Political and values pluralism, along with expressive liberty, are concepts that outline what the leaders of the world want for the nation of Afghanistan going forward. To effectively join the world's cadre of democratic nations, the citizens of Afghanistan must be given these governmental guarantees. About political pluralism Galston (2012, 1) writes "it is an understanding of social life that comprises multiple sources of authority -- individuals, parents, civil associations, faith-based organizations, and the state among others." This concept demonstrates that people think differently about politics and the requirements for political leaders, and all of these thoughts should be allowed to be validated via political discourse and free elections. Besides the different institutions that make up a nation are the diverse and changing values that the society has. Galston (2012, 2) states that "there is no single way of life, based on a single ordering of values, that is the highest and best for all individuals." Every individual within a citizenry is different and brings a unique value set to the political process. All of these value sets should be equally honored by the government, rather than preferring one or just a few over others. Finally, Galston (2012, 2) defines expressive liberty as "a presumption in favor of individuals and groups leading their lives as they see fit & #8230; in accordance with their own understanding of what gives life meaning and value." By using the theory of liberal pluralism it is possible to create a government that provides security, stable economy and identity for the people of Afghanistan.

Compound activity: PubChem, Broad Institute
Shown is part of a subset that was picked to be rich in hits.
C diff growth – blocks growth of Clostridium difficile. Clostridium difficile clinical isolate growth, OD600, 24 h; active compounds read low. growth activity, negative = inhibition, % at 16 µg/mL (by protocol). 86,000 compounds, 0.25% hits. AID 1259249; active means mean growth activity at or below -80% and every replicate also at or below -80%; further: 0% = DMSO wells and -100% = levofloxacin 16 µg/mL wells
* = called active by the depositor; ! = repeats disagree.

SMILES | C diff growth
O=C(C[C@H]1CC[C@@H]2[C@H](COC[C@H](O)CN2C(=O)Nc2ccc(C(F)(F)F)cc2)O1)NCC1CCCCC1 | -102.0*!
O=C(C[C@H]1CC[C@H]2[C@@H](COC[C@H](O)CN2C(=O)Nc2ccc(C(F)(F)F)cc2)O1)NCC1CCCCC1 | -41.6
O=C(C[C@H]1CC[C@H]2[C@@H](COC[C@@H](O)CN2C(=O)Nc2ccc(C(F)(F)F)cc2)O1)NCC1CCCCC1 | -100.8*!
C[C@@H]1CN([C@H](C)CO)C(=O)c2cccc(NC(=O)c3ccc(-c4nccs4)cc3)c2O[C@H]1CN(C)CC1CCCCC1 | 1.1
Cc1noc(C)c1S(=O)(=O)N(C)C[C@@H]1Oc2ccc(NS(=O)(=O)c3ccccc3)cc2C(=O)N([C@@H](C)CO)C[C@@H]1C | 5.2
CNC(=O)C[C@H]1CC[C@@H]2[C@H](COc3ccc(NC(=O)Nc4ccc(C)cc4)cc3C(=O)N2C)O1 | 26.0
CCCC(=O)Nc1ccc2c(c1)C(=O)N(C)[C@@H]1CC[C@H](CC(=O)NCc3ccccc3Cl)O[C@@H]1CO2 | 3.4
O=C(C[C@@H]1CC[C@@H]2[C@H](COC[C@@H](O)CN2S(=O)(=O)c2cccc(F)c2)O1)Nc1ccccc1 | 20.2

This theoretical approach is one that has been used by many nations to successfully produce governments that work for the people rather than the institution of government. Because of this, it is necessary that an international coalition be built which can advise the fledgling government in Afghanistan rather than leaving the task to a single nation. An international consensus allows the people of Afghanistan to have the best possible advice on the construction of government in accordance with the principles of pluralism. One voice is strengthened by others, and one opinion of governance is enhanced by the experience of others. The United States has been accused in the international press of taking a unilateral approach, to a large extent, in conducting the war in Afghanistan. While there have been other nations involved in the actual fighting, the U.S. has taken the lead in the war and in the nation-building that have taken place in recent years. The international community is better able to produce the results desired in Afghanistan because a greater understanding of the situation can come from this international consensus. No one nation can expect to fully understand the needs of another, but an equal coalition can work to ensure that the desired people-focused government is achieved. Since it is necessary to have an international consensus, the United Nations should be at the forefront of agreements rather than a U.S.-led coalition of nations. This provides the benefit of producing a government which is not seen as a puppet state of the United States, and one that is truly focused on the various security, economy and identity needs of the Afghani people.